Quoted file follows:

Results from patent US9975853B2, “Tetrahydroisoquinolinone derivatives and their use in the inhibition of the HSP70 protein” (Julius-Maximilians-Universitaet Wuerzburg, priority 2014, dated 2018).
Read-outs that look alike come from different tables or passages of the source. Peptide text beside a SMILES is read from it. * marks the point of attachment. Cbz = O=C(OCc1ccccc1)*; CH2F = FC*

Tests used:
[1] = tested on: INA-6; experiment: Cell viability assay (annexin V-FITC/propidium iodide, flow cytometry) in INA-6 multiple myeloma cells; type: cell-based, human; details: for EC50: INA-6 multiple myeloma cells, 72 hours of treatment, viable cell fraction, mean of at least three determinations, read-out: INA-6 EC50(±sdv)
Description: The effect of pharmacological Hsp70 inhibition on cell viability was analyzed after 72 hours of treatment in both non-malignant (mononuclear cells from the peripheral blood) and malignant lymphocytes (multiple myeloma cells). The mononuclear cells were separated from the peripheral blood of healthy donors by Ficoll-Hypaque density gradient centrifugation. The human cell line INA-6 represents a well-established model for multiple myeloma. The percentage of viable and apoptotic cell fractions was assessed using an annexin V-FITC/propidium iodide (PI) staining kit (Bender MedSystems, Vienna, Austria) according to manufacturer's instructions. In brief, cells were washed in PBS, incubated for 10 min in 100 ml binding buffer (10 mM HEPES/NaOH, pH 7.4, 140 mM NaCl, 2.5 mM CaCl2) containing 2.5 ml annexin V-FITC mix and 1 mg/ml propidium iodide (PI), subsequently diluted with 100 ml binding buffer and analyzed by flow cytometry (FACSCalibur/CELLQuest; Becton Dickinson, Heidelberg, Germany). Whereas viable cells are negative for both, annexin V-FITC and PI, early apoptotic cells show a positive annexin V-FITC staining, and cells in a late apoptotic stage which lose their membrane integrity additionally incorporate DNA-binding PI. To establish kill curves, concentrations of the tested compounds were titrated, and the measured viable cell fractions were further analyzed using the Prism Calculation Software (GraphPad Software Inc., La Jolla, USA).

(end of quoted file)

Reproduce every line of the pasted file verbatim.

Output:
Results from patent US9975853B2, “Tetrahydroisoquinolinone derivatives and their use in the inhibition of the HSP70 protein” (Julius-Maximilians-Universitaet Wuerzburg, priority 2014, dated 2018).
Read-outs that look alike come from different tables or passages of the source. Peptide text beside a SMILES is read from it. * marks the point of attachment. Cbz = O=C(OCc1ccccc1)*; CH2F = FC*

Tests used:
[1] = tested on: INA-6; experiment: Cell viability assay (annexin V-FITC/propidium iodide, flow cytometry) in INA-6 multiple myeloma cells; type: cell-based, human; details: for EC50: INA-6 multiple myeloma cells, 72 hours of treatment, viable cell fraction, mean of at least three determinations, read-out: INA-6 EC50(±sdv)
Description: The effect of pharmacological Hsp70 inhibition on cell viability was analyzed after 72 hours of treatment in both non-malignant (mononuclear cells from the peripheral blood) and malignant lymphocytes (multiple myeloma cells). The mononuclear cells were separated from the peripheral blood of healthy donors by Ficoll-Hypaque density gradient centrifugation. The human cell line INA-6 represents a well-established model for multiple myeloma. The percentage of viable and apoptotic cell fractions was assessed using an annexin V-FITC/propidium iodide (PI) staining kit (Bender MedSystems, Vienna, Austria) according to manufacturer's instructions. In brief, cells were washed in PBS, incubated for 10 min in 100 ml binding buffer (10 mM HEPES/NaOH, pH 7.4, 140 mM NaCl, 2.5 mM CaCl2) containing 2.5 ml annexin V-FITC mix and 1 mg/ml propidium iodide (PI), subsequently diluted with 100 ml binding buffer and analyzed by flow cytometry (FACSCalibur/CELLQuest; Becton Dickinson, Heidelberg, Germany). Whereas viable cells are negative for both, annexin V-FITC and PI, early apoptotic cells show a positive annexin V-FITC staining, and cells in a late apoptotic stage which lose their membrane integrity additionally incorporate DNA-binding PI. To establish kill curves, concentrations of the tested compounds were titrated, and the measured viable cell fractions were further analyzed using the Prism Calculation Software (GraphPad Software Inc., La Jolla, USA).